High Slack: Waddington's Gold Road and the Bute Inlet Massacre of 1864
- 128 pages, 8×9 inches
- Price: $16 CAD · $16 USD
- ISBN: 9780921586456
- Date published: 1996-01-01
- Availability: in print & available
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About High Slack
"Engaging ... Williams writes sensitively and with a minimum of academic jargon ... successfully reveals some of the anxieties of the colonial project in British Columbia without losing sight of the fact that the war, far from being a mere anecdote on the colonial stage, was the 'thin edge of the wedge' of the latent violence that has always simmered just underneath the surface of the colonial enterprise more generally. .. . a desperately needed antidote to (and replacement of) Mel Rothenburger's one–sided, and ultimately racist, polemic The Chilcotin War." – BC Studies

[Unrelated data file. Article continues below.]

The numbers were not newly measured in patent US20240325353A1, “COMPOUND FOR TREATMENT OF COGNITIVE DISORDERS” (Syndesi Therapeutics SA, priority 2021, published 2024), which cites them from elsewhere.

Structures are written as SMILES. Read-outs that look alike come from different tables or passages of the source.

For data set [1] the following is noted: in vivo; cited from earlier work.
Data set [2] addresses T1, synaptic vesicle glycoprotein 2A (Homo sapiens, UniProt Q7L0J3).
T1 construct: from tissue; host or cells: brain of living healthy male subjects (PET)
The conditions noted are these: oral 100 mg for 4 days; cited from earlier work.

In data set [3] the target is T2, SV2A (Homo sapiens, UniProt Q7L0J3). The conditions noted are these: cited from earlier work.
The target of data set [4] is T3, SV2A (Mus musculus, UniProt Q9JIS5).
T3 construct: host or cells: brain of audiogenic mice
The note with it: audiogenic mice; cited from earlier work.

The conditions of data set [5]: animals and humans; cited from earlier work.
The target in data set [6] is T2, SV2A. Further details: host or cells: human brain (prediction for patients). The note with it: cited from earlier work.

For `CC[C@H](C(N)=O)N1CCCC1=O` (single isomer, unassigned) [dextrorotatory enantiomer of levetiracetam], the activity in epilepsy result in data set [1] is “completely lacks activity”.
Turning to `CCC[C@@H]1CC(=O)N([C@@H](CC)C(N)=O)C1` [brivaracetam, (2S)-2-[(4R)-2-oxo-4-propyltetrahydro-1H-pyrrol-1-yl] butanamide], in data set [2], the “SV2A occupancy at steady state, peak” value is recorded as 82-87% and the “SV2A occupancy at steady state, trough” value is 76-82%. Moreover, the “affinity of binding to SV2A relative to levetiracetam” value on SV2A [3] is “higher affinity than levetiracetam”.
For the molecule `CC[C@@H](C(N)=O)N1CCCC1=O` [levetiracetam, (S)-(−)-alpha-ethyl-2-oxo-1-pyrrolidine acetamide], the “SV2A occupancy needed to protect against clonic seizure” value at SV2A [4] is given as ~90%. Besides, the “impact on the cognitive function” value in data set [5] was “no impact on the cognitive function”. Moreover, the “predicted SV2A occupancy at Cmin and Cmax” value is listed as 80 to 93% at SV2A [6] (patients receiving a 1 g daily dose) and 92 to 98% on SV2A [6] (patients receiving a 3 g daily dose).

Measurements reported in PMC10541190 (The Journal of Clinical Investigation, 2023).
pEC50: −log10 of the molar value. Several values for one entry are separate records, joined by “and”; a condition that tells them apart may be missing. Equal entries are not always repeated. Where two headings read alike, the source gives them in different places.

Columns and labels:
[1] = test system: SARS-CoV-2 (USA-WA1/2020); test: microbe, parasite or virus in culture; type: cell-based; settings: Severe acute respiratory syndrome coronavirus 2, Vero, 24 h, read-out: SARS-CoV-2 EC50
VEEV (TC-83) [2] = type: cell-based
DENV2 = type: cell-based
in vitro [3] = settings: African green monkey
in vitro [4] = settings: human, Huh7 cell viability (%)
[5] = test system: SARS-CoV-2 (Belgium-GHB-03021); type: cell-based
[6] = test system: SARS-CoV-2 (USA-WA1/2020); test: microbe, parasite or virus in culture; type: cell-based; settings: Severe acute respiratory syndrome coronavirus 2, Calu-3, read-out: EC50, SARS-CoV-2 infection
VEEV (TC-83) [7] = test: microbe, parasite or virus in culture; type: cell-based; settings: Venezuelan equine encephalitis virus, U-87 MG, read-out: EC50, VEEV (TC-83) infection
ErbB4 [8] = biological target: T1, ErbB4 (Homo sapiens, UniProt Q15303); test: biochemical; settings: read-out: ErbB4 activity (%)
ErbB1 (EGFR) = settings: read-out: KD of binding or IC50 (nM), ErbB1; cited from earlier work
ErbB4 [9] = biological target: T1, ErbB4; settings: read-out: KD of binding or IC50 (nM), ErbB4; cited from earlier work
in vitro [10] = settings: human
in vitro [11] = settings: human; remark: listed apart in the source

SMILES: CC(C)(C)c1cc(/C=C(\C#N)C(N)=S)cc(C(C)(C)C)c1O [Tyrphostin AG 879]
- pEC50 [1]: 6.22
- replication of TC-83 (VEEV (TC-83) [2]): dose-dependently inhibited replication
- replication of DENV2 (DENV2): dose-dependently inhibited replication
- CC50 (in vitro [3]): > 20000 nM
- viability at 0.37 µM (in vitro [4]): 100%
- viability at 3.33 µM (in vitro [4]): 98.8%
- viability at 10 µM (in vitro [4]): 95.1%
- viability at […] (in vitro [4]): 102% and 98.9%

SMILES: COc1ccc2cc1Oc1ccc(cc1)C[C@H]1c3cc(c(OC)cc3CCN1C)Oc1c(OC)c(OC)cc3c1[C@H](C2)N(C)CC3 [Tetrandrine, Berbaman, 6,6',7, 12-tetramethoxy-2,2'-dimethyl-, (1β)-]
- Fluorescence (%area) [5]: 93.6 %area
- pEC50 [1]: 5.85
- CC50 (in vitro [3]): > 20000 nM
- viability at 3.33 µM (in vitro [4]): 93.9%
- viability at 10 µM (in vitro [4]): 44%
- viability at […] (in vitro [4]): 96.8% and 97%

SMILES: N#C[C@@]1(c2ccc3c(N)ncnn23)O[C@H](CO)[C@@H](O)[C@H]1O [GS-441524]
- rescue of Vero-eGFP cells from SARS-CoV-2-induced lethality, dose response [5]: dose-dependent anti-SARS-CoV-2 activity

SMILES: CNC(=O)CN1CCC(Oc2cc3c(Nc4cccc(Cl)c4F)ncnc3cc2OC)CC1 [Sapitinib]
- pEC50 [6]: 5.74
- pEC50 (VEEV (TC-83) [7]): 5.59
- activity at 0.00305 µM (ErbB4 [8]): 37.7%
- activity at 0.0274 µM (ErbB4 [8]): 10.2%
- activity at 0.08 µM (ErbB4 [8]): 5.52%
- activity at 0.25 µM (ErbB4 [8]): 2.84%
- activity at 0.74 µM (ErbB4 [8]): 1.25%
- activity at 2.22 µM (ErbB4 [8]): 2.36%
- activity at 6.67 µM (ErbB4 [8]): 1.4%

"This engrossing and well–researched account of life in the interior of British Columbia over 130 years ago is greatly enhanced by maps and black–and–white photographs." – Canadian Book Review Annual
"An excellent introduction to a subject in British Columbia's history which has not been explored to any extent up to now." – BC Historical News
In the winter of 1861, Robert Homfray made a perilous journey up Bute Inlet to begin surveying for Alfred Waddington’s 'gold road’, which was to link British Columbia’s coast with the Cariboo. It was hoped that the road would open up the territory to gold prospectors and homesteaders; instead, it dead–ended just above Homathko Canyon with the massacre of the road crew sent to build it. The colonial government called it murder; the Tsilhqot’in people called it war.
More than a century later, Judith Williams retraces Homfray’s journey. By juxtaposing her impressions with the written and oral histories of the event, she peels back some of the many layers of 'truth’ to reveal what is both a stirring tale and an engrossing glimpse of life in the Chilcotin over 130 years ago.
High Slack is number 4 in the Transmontanus series.